The native foxglove, Digitalis purpurea, is well known and immediately recognisable. In cottage and woodland gardens, drifts of tall and slender spires of foxglove blossom create a dreamy, reaching-for-the-sky effect. Outwith garden settings, they can be seen on verges of country lanes, steep slopes of railway banks, or newly exposed urban waste ground. Whether carefully planted for special effect in gardens, or growing as self-sown seedlings, foxgloves are always a cheerful sight in late spring and early summer.
Large groups of naturally occurring foxglove seedlings produce plants with flowers in shades of purple and lilac, but very often a few white flowers appear amongst them. The native white-flowered forms have been specially cultivated for many years by horticulturists and seed companies, and as a result, seed of white foxgloves is readily available, usually under the botanical name of Digitalis purpurea f. albiflora.
Native foxgloves are biennial, which means that seed sown now will produce plants that will flower around this time next year. Scattering seed on freshly cultivated soil is the natural approach, but when planning a show of white foxgloves, I prefer to have a little more control. I sow seed in late May or early June on the surface of a pot of moist, multi-purpose compost which is then well-watered and placed in a shady spot, usually tucked in a corner of the cold frame. The seed doesn’t take long to germinate, and as soon as seedlings are large enough to handle, I prick them out into individual 10 cm pots and grow them on for a few weeks in the cold frame. They grow quickly, and when plants have decent root systems and robust foliage, they can be planted out in groups in their final positions. It is important to make sure they are planted before the end of August so they have time to develop strong root systems before autumn. Using this method, you can be assured of a fine display of spires of white flowers towards the end of the following spring.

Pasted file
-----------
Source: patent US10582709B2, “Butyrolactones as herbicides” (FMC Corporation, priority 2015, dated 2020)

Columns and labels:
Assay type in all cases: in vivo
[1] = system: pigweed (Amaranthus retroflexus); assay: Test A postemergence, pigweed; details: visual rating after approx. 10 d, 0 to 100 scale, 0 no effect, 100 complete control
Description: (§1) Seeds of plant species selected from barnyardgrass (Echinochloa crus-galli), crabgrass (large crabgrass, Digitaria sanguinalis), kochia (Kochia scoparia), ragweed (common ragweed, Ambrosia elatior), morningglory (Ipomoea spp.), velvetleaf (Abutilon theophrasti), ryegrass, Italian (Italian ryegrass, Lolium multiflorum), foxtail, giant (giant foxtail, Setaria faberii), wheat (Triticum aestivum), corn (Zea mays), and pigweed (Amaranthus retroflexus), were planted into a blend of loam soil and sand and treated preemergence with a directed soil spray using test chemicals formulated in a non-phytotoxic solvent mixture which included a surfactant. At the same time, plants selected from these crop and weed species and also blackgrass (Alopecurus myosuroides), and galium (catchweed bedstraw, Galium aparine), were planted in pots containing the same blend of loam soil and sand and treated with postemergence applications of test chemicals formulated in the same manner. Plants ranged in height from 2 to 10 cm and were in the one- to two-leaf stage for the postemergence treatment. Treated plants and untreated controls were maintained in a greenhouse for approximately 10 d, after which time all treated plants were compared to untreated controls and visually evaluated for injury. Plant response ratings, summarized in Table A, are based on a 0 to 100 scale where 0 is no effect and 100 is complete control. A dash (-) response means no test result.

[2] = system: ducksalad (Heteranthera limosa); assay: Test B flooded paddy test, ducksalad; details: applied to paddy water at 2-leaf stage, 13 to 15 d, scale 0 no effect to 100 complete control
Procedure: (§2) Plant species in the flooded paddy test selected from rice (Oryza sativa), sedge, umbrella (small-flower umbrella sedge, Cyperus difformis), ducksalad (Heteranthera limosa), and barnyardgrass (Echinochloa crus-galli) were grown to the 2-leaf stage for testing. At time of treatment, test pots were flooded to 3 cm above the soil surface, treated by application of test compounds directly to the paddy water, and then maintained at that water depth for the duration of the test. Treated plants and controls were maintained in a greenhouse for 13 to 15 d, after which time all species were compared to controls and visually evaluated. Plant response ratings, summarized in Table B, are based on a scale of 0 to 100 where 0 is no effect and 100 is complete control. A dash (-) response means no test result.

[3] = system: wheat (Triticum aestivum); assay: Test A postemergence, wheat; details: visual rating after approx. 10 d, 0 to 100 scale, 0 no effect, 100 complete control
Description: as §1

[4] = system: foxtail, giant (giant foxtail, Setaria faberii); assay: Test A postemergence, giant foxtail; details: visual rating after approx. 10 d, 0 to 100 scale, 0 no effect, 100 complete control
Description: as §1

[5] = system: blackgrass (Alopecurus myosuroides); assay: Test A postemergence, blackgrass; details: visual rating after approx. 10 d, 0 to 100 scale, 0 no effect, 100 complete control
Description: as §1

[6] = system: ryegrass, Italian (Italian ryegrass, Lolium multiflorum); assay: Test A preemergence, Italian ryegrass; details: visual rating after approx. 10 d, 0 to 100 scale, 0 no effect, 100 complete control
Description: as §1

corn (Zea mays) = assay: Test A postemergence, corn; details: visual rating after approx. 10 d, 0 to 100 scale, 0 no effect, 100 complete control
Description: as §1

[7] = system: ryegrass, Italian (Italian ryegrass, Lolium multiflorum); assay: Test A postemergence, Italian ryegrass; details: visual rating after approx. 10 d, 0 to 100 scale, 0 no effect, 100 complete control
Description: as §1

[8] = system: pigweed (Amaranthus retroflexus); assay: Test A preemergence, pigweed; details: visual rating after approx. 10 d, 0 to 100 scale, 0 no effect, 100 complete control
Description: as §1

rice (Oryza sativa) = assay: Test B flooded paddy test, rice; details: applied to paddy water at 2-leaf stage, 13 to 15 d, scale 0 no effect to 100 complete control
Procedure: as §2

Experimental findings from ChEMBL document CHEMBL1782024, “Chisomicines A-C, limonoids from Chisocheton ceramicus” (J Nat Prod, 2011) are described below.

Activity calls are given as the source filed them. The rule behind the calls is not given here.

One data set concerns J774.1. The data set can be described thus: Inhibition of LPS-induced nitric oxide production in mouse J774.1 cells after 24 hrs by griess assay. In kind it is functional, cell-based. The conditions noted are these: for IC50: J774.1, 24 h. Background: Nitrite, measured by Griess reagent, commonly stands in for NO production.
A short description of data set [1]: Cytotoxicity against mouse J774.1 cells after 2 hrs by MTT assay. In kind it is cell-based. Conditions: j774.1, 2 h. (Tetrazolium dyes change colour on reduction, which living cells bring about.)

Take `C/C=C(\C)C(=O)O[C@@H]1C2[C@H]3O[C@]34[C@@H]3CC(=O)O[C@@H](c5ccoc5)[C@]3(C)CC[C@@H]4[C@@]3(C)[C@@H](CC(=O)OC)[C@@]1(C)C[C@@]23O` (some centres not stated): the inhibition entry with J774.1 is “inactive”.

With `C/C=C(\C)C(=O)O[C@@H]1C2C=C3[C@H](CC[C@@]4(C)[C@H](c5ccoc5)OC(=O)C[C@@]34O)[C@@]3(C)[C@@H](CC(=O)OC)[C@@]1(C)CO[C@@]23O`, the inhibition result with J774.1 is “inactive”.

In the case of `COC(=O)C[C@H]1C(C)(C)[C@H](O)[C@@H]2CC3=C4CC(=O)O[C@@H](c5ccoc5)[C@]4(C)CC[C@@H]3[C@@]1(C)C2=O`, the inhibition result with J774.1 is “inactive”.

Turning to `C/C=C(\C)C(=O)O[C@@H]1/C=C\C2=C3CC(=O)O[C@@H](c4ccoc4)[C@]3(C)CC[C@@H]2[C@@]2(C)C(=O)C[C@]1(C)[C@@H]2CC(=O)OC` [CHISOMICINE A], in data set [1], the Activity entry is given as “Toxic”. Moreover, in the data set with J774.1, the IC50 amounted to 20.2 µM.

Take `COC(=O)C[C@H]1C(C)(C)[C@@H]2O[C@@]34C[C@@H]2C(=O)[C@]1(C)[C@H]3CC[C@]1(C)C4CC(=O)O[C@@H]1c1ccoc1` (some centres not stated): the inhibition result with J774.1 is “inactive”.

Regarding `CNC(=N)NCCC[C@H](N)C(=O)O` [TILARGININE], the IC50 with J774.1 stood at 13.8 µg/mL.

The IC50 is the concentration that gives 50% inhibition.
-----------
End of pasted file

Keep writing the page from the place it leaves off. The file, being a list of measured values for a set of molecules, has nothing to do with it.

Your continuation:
Once newly introduced white foxgloves have flowered in your garden for the first time, they will probably self-seed and return in following years. If purple-flowering plants are growing in close proximity, you will probably find that, each year, there will be more seedlings producing purple flowers, and fewer with white flowers. This is because biennial species of foxgloves interbreed very easily, and reversion to purple blossom can occur quickly. I manage to keep a good supply of white foxgloves in the garden, but this is only because I keep removing the plants with purple flowers as soon as I spot that developing buds are going to produce purple, rather than white, blossom. Fortunately, bumblebees seem to be happy with the white foxgloves; had they bypassed the white flowers and shown a preference for purple flowers, then I would have rethought my cultivation methods.
Foxgloves are tolerant of a wide range of conditions but prefer semi-shade or sunshine in moist, well-drained soil. They grow best where they have little competition from surrounding plants, and as many gardeners well know, they love to make their home, often randomly and unexpectedly, in gravel paths, raised beds and rock gardens.